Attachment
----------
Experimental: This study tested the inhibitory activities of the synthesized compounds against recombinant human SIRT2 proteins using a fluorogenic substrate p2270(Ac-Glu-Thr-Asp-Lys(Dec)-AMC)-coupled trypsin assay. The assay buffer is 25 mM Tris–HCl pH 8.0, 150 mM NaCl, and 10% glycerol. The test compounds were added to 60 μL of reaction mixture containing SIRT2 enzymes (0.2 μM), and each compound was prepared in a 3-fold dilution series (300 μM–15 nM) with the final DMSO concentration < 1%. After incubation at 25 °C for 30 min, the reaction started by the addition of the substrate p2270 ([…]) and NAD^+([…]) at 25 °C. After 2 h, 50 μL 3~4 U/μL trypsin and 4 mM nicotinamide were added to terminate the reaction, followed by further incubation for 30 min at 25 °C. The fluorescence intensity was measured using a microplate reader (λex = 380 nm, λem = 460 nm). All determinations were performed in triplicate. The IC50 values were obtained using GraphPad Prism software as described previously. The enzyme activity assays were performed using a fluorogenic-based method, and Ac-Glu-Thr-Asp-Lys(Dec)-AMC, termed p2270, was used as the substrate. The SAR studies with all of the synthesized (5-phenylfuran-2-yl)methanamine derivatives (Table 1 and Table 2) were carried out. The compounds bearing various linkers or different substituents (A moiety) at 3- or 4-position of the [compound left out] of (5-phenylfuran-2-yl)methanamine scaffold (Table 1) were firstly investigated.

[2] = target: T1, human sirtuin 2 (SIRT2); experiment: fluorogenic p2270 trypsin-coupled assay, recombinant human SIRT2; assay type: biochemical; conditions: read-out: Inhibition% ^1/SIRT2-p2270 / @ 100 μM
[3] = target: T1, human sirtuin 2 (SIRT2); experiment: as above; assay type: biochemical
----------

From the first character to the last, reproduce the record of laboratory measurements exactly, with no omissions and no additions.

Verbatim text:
Experimental: This study tested the inhibitory activities of the synthesized compounds against recombinant human SIRT2 proteins using a fluorogenic substrate p2270(Ac-Glu-Thr-Asp-Lys(Dec)-AMC)-coupled trypsin assay. The assay buffer is 25 mM Tris–HCl pH 8.0, 150 mM NaCl, and 10% glycerol. The test compounds were added to 60 μL of reaction mixture containing SIRT2 enzymes (0.2 μM), and each compound was prepared in a 3-fold dilution series (300 μM–15 nM) with the final DMSO concentration < 1%. After incubation at 25 °C for 30 min, the reaction started by the addition of the substrate p2270 ([…]) and NAD^+([…]) at 25 °C. After 2 h, 50 μL 3~4 U/μL trypsin and 4 mM nicotinamide were added to terminate the reaction, followed by further incubation for 30 min at 25 °C. The fluorescence intensity was measured using a microplate reader (λex = 380 nm, λem = 460 nm). All determinations were performed in triplicate. The IC50 values were obtained using GraphPad Prism software as described previously. The enzyme activity assays were performed using a fluorogenic-based method, and Ac-Glu-Thr-Asp-Lys(Dec)-AMC, termed p2270, was used as the substrate. The SAR studies with all of the synthesized (5-phenylfuran-2-yl)methanamine derivatives (Table 1 and Table 2) were carried out. The compounds bearing various linkers or different substituents (A moiety) at 3- or 4-position of the [compound left out] of (5-phenylfuran-2-yl)methanamine scaffold (Table 1) were firstly investigated.

[2] = target: T1, human sirtuin 2 (SIRT2); experiment: fluorogenic p2270 trypsin-coupled assay, recombinant human SIRT2; assay type: biochemical; conditions: read-out: Inhibition% ^1/SIRT2-p2270 / @ 100 μM
[3] = target: T1, human sirtuin 2 (SIRT2); experiment: as above; assay type: biochemical